All posts tagged: community

heart of mindfulness

The Heart of Mindfulness   

by: Jon Aaron  For our retreat coming up in June, we were inspired to call it “The Heart of Mindfulness,” which has a nice double meaning.  On one hand, this retreat explores the core teachings which form the basis of most mindfulness practices offered today whether through Mindfulness-Based Stress Reduction or other programs. Even shiny new meditation apps are often utilizing these core teachings, which go back 2600 years or so.   The heart of mindfulness also refers to non-judgment—or heartfelt curiosity.  This is a crucial component of mindfulness practice. Without heartfulness, mindfulness is hardly more than paying attention. When this element of compassion is integrated with the mind’s capacity to sustain attention then things start to change. Yet too often, in the rush to develop “productivity” or “focus” in our culture, this dimension gets lost.  The danger of titles is that they reify what they name. We might start to think of mindfulness as a “thing” to obtain (in only 8 weeks! 28 days!) or an instrument we can call into service when needed. In …

invest in your wellness

Why Invest in Your Wellness? 

by: Erica Kaufman  Let’s take a peek at our inner experiences & how we can contribute to our well-being. First tool…before anything, a deep, slow, comfortable breath. This is one of the foundations of yoga—it calms us, signals to the brain that we are safe, and actually changes our hormonal balance. Stress can not co-exist at the same time as an intentional caring slow breath. This is a breath that creates space for joy and peace. When we experience density in our body and mind, and an internal pressure is felt, it’s a signal that we are not in a sustainable state, but rather a reactive state, and a disproportionate amount of energy is stagnant within us. This can manifest in dissonance—the opposite of harmony. Trauma, violence, fear, and everything else that squeezes the space around our heart is called ‘Duhkha’. It’s the Sanskrit word for suffering. ‘Kha’ means space and Duhkha literally means the squeezing of space. Collectively there is traumatic energy going around. It’s hard to make sense of it all. And unhealthy …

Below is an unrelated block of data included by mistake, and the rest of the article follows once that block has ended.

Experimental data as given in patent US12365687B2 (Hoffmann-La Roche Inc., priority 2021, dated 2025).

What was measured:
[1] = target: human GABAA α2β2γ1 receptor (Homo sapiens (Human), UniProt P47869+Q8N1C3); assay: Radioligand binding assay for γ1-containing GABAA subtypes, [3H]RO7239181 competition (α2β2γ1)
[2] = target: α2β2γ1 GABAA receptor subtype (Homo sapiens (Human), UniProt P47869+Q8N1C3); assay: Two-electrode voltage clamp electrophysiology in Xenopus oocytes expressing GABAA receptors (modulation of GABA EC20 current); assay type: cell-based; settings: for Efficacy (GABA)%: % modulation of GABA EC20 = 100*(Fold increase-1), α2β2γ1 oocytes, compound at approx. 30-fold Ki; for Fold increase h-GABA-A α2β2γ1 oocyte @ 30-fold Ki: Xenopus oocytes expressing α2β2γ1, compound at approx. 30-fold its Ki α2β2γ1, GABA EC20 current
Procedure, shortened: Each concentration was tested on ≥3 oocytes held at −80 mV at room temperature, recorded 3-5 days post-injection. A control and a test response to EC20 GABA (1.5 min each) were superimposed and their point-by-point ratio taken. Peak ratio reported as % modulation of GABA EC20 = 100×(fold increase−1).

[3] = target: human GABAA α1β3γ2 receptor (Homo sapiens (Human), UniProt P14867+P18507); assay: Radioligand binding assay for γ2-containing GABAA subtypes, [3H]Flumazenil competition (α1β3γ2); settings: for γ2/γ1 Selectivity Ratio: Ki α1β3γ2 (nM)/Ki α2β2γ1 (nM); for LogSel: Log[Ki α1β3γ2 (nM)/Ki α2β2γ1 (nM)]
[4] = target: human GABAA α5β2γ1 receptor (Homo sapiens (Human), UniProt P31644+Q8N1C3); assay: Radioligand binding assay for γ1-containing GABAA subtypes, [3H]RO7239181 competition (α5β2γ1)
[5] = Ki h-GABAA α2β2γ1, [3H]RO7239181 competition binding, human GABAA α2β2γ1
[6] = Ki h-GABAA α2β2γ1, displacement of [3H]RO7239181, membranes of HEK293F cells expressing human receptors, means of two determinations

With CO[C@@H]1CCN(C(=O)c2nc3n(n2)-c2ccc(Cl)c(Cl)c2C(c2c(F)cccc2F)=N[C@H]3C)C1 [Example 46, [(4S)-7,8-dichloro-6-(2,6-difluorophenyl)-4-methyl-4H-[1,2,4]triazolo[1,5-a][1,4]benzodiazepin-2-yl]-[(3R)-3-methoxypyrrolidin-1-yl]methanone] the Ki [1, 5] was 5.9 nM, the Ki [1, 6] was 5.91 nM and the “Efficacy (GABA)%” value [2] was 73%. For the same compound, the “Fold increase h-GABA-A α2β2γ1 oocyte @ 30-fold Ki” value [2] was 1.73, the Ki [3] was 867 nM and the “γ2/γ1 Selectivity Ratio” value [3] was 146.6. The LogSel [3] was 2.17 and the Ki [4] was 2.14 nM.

slow down

If You’re Tired or Confused, Slow Down and Focus on Feeling Alive & Well*